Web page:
Published on 27th September 2018 by lauram

4-Steps to Picking Med Schools for UCAS

Having completed your volunteering, work experience and admissions tests you have now come to the most exciting part – picking your medical school!

Due to the competitive nature of medicine, UCAS only allows you to choose a maximum of 4 medicine choices so you can pick an alternative fifth choice as a back-up. You can pick almost any other course for your fifth choice, excluding dentistry, but remember that they will receive the same personal statement – so keep to the STEM subjects.

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Step 1: Have you picked the right course structure for you?

The decision of where to go is personal to each individual and you should take the time to really think about where you want to go, especially since you’ll spend at least five years there.

At medical school there are three main course structures: Traditional, Integrated and Problem-Based Learning (PBL).

Traditional courses follow a more lecture-based approach with minimal clinical experience in your pre-clinical years – mainly attributed to Oxford and Cambridge.

Integrated courses are common. Here you will experience a mixture of lectures alongside early clinical experience – usually through GP placements in years 1 and 2.

PBL is common among all universities but only emphasised in a handful of universities such as Manchester. Here you will be given a case to go away and try to solve before presenting to a group or a tutor. If you’re into self-guided learning and have a keen intuition PBL is for you!

Which Medical School Course Structure Will Suit You? Take the quiz>>

Step 2: Do you meet the GCSE and A-Level entry requirements?

All universities are different so shop around for the best options available to you to increase your chances of securing and interview and then an offer. Almost all universities will look at Maths and English Language and will probably set minimum requirements.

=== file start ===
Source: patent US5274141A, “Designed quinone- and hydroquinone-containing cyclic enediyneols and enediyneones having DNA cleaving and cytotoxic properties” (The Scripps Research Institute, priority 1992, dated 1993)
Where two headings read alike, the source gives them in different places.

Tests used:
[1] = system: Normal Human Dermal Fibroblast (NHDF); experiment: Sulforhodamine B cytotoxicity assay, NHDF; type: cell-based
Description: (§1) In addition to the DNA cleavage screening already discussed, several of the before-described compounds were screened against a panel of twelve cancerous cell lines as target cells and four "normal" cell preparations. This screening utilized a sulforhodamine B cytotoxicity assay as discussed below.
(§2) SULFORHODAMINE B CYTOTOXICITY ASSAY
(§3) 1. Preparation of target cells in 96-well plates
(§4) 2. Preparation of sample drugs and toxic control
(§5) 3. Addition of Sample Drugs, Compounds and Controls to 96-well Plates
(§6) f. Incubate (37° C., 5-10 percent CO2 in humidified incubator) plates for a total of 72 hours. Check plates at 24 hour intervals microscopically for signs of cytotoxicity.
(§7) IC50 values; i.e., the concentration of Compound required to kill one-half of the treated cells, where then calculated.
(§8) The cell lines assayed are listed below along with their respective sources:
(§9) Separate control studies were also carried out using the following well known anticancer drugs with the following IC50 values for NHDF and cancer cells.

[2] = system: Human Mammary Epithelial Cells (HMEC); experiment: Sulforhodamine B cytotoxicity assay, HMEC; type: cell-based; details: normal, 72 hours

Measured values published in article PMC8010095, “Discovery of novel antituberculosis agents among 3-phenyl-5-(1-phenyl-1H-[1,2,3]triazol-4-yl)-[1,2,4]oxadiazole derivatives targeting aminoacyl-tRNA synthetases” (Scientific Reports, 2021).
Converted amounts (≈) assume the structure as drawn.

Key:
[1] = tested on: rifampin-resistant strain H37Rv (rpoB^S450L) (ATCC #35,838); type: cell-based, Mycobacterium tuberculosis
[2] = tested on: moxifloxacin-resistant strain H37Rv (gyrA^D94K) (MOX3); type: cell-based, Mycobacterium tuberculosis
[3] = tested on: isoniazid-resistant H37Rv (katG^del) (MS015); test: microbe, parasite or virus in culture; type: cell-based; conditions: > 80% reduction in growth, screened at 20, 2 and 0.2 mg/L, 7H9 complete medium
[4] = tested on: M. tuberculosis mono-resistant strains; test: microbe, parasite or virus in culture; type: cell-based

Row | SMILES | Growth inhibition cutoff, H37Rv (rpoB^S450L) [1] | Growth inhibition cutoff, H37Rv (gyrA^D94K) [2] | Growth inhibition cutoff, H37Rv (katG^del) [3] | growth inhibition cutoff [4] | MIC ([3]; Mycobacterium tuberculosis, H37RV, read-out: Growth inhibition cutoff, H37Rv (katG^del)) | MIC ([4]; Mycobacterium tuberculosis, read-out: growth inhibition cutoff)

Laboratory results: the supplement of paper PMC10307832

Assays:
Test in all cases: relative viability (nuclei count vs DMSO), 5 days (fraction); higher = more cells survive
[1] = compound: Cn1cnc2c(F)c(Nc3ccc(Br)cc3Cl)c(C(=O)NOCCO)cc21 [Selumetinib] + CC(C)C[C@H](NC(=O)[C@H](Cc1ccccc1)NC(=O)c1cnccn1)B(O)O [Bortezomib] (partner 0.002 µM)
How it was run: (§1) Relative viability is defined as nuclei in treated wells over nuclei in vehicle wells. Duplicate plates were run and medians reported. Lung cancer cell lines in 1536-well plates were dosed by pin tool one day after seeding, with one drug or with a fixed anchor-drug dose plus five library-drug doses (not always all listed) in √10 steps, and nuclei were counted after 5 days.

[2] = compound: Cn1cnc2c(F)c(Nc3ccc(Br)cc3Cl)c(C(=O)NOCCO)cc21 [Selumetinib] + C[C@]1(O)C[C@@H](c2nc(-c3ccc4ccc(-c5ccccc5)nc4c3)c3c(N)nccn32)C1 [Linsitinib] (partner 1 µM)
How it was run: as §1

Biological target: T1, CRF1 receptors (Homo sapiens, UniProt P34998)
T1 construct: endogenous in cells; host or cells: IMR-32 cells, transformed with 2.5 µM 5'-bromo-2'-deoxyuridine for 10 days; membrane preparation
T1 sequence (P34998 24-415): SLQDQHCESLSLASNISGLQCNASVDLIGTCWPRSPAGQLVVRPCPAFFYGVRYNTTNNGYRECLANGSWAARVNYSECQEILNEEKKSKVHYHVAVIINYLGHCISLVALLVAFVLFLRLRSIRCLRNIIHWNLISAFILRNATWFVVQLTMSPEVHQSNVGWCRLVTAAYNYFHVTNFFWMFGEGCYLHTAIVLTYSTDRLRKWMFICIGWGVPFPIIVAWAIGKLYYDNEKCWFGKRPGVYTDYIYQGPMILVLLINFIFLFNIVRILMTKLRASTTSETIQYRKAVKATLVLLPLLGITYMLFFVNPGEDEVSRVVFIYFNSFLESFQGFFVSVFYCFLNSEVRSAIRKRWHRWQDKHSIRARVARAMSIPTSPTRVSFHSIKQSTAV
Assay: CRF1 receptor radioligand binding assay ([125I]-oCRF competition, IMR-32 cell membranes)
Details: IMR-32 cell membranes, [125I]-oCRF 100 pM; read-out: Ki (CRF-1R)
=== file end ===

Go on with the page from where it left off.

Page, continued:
If you hold an impeccable record, you may want to consider universities such as Oxford, Cardiff and Birmingham as these schools are known for placing high importance on GCSEs. They hold the reputation of ‘GCSE heavy’ universities.

Some universities will score a number of your highest GCSEs and then set a cut-off score that year. For example, the University of Leicester give you a score for your best 8 GCSEs (including maths, English and the sciences) which they will then use, with your UKCAT, to rank you amongst other candidates.

Imperial College London doesn’t take GCSEs into consideration beyond meeting the minimum requirements and the University of Cambridge looks at GCSEs contextually so there is opportunity for all who are deserving.

Ultimately, better GCSEs will give you more opportunities but will not guarantee you a place.

See GCSE requirements for medicine>>

Step 3: Have you researched where to apply with your UCAT score?

By now most of you would’ve completed the UCAT – well done! You will be looking at an overall score (sometimes people compare the mean average of their score) and your Situational Judgement Test (SJT) banding and wondering where you can apply.

Obviously the higher your UCAT score, the better, but you should still wait until the testing cycle ends to look at the final mean scores and deciles. This will allow you to see where you have scored relative to your competition this year!

If you have scored above average (5th decile or more) and SJT banding 1 or 2, you should be in good standing to apply most places.

As UCAT is the most common admissions test required for medical schools, there are many different policies on how your score is evaluated. They may use it to shortlist candidates by ranking everyone’s UCAT or give you ‘points’ that contribute to your overall candidate ‘score’.

If you have a lower UCAT score, you may want to consider applying to universities who put less weighting on UCAT and some BMAT universities to increase your chance of securing an interview.

See how different medical schools use the UCAT>>

Step 4: Have you researched where to apply with your BMAT Score?

The BMAT is only taken on two dates per year: firstly in September and then in October. If you take the early sitting in September, you will already have a score and will be able to apply based on that knowledge.

However, most of us would have sat the test in October – post application. Since you don’t know your score there is a greater risk in applying to BMAT medical schools – but don’t be deterred!

Each of the sections of BMAT are weighted differently depending on which university you apply to. It is generally accepted that all BMAT universities want candidates who score high in all sections.

University College London is known for handing candidates their section 3 essays prior to interview and then asking them about it – so if English is your strong suit look no further!

See how medical schools use the BMAT>>

Words: Kramer Chall


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